NTSB calls for better monitoring of flight instructors, says Mokuleia plane crash pilot was “inadequately trained”

Local News

HONOLULU (KHON2) — The National Transportation Safety Board (NTSB) says inadequate training of a pilot contributed to the death of 11 people in a skydiving plane crash in Mokuleia in 2019.

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Three safety recommendations were issued during the NTSB’s ongoing investigation of the June 21, 2019 crash, which led to the death of a pilot and ten passengers.

In the safety recommendation report, the NTSB cited the Federal Aviation Administrations (FAA) ‘Aviation Instructor’s Handbook,’ which states that the goal of a flight instructor is “to teach each learner in such a way that he or she will become a competent pilot.” NTSB said that in regards to the Mokuleia pilot, “the flight instructor did not achieve that goal.”

As a result of the finding, NTSB called on the FAA to better monitor the effectiveness of flight instructors. The safety board indicated that the pilot involved in the crash had failed three initial flight tests in his attempts to obtain his private pilot certificate, instrument rating and commercial pilot certificate. Further investigation revealed the pilot was not alone in his failed attempts. According to NTSB, the pass rate for other students taught by the same flight instructor was 59 percent.

FAA data shows the average national pass rate for students of all flight instructors is 80 percent.

Among the suggestions to better monitor flight instructors, NTSB asked the FAA to develop a system to automatically alert its inspectors of flight instructors whose student pass rates fall below 80 percent.

The NTSB also recommended that until a system that generates an automatic notification of flight instructors’ pass rates is implemented, FAA inspectors should “review pass rates on an ongoing basis to identify any in need of closer monitoring.”

Hawaii aviation historian Peter Forman said the FAA should adopt the recommendations made by the NTSB.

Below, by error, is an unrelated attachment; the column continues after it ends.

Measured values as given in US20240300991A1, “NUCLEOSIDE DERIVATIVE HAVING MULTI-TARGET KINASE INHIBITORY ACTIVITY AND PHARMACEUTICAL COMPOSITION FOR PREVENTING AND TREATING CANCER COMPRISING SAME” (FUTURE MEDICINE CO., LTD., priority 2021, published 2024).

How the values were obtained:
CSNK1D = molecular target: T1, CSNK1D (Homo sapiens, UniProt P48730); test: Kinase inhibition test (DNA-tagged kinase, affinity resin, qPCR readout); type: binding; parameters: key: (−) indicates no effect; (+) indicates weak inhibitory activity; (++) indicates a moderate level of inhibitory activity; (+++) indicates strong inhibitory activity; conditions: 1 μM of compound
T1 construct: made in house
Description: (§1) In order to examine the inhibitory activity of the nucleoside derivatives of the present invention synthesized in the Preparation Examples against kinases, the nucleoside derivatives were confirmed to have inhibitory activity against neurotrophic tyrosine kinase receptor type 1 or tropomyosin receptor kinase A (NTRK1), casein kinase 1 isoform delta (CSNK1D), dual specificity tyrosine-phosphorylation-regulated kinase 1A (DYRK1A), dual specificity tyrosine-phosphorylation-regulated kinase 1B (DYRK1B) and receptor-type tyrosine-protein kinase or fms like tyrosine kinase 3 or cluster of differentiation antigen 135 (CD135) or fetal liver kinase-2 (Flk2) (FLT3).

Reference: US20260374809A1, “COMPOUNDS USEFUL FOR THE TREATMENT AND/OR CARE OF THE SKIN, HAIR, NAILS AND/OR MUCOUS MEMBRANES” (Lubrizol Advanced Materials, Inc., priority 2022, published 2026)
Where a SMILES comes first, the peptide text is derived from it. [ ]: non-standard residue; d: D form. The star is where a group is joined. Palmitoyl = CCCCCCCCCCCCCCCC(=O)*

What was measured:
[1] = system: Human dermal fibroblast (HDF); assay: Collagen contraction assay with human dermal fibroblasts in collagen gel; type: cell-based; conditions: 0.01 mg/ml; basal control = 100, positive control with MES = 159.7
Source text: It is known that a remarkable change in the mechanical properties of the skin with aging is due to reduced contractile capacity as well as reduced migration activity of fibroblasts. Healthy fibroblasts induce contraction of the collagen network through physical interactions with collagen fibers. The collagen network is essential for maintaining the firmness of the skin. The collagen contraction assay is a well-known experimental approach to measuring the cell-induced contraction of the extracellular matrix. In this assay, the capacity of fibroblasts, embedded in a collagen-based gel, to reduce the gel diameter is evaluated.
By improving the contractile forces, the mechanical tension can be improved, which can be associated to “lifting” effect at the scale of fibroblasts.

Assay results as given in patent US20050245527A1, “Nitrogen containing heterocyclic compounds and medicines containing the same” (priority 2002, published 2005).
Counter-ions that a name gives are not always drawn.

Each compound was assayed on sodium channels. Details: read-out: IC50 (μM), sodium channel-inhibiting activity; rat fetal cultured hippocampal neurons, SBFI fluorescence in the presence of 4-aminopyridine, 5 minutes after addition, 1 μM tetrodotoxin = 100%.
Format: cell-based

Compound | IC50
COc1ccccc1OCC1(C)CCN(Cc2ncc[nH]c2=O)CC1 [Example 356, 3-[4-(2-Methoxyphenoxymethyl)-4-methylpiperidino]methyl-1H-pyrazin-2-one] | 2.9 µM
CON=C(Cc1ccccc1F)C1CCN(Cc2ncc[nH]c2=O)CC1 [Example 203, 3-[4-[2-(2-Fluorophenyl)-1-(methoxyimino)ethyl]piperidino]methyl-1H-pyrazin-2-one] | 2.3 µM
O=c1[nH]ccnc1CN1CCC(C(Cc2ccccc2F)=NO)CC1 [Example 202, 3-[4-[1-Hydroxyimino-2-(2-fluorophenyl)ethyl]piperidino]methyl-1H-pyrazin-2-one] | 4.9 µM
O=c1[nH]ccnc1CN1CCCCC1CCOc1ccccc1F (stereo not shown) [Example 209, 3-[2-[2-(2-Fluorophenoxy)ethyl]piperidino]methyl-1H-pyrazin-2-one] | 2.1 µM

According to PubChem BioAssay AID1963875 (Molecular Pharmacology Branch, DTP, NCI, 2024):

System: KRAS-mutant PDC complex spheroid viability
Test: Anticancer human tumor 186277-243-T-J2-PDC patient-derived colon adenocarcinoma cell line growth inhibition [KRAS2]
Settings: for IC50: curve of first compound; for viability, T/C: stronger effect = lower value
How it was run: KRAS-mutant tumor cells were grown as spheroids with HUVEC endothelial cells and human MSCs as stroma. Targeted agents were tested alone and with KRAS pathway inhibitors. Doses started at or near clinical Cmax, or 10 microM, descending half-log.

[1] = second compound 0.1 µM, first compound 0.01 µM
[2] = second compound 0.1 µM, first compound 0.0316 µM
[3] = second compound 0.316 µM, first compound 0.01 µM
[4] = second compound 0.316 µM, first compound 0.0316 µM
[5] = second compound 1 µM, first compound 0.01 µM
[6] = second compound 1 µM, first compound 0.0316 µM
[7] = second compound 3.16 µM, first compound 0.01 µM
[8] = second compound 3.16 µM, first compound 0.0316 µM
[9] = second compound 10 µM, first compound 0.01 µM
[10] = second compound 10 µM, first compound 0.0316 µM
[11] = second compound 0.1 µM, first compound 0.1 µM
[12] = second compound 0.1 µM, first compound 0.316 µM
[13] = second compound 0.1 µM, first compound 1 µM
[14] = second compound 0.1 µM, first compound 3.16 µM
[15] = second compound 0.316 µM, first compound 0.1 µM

“This particular recommendation dealt primarily with one issue, which is that they noticed that the pilot of the accident they’re investigating had been trained by an instructor who only had a 59% pass rate on his students,” Forman said. “We should realize there are problems with the quality of the flight instruction world out there right now. And that we should be looking at every way to make it better.” 

The FAA sent KHON 2 News a statement, it said, “The FAA is working closely with the NTSB to investigate the June 21, 2019 accident at Dillingham Airfield. The agency takes NTSB findings and recommendations very seriously.  The FAA is evaluating the NTSB’s recommendations from this investigation and will provide a preliminary response within 90 days.”

Forman said other factors also affect the quality of flight instruction in the state. He said retention of qualified flight instructors could be a challenge, as some accept higher pay positions as pilots. He said access to aviation facilities could also be an obstacle.

Forman said, “The airports in Hawaii, extremely high rent, which is driving a lot of businesses out of business, simply because it’s so expensive to have an aviation enterprise here in Hawaii compared to the mainland.” 

The complete four-page safety recommendation report is available at here.

The analysis, probable cause and additional findings associated with the Mokuleia accident are expected to be released when that investigation is completed.

More information, including links to the preliminary report and the accident docket, is available here.

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